• SA winemaking pioneer Thomas Hardy honoured

    April 2, 2012

A bronze plaque honouring South Australia’s pioneer winemaker Thomas Hardy was unveiled on Monday 26 March by his great great grandson Thomas K. Hardy, at the former Adelaide Wine Cellars, now Temple Christian College, in Mile End.

This public recognition of both the founder of Thomas Hardy & Sons and the State Heritage listed building which had been the company’s bottling and wine production plant for 90 years from 1893 to 1983 was organised by Thebarton Historical Society and funded by the Primary Industries and Regions SA.

Speeches took place in the front reception area of the school beneath the castellated tower that had once held the wine company’s blending tanks.

Thebarton Historical Society’s president Kevin Kaeding who had instigated the project, was Master of Ceremonies and Temple College’s principal Marcel Rijken began the official proceedings. There were speeches by Councillor Sandy Wilkinson, North Ward on behalf of the Lord Mayor of Adelaide, City of Onkaparinga Mayor Lorraine Rosenberg, City of West Torrens Councillor Toni Polito and City of Charles Sturt Mayor Kirsten Alexander. Vice President of Thebarton Historical Society and former City of West Torrens Councillor David Crossing also spoke. Thomas K Hardy also reminisced about his days working in the company during the 1960s when he was known as ‘Young Tom’.  His mother, pioneer of the Australian conservation movement, Barbara Hardy and his uncle David Hardy were also in attendance.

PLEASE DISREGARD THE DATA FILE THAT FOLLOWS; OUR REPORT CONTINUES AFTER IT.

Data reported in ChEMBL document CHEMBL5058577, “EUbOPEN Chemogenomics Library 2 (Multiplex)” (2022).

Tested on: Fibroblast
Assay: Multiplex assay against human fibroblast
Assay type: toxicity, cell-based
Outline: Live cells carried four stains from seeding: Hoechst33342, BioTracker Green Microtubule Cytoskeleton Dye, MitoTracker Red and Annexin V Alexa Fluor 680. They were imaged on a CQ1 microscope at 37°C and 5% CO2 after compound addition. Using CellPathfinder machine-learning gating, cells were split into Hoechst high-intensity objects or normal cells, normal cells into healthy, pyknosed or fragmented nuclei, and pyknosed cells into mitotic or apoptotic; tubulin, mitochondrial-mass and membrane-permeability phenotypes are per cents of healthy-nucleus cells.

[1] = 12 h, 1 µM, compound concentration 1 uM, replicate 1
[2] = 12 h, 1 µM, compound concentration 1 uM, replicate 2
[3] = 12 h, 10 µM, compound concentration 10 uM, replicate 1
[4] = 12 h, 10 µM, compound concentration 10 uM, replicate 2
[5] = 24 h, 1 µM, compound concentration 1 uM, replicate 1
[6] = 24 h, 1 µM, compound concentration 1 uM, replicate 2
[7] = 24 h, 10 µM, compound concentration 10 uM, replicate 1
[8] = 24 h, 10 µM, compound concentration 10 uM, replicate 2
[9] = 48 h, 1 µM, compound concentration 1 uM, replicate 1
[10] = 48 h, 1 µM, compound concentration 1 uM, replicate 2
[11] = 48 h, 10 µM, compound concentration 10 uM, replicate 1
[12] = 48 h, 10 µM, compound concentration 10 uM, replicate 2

The event continued at the nearby Thebarton Theatre where an official toast honouring the late pioneer and father of the South Australia’s wine industry was given.

The imposing 2 storey red brick building on the corner of Henley Beach Road and James Congdon Drive still bears the words ‘Thomas Hardy & Sons Ltd’ and ‘Adelaide Wine Cellars’ along the top edge of the facade.  Designed by architect William Anderson, it was built on a 1.21 acre block in 1893 by James King & Son at a cost of £2,850. During its heyday, the building stored nearly 300 wooden vats and casks containing a million litres of wine. The complex also once had stables and a six roomed manager’s cottage.

In 1983 Thomas Hardy & Sons relocated to the historic wine-growing suburb of Reynella and Temple College purchased the building and began its first school term in 1984.

More photos from the event can be found here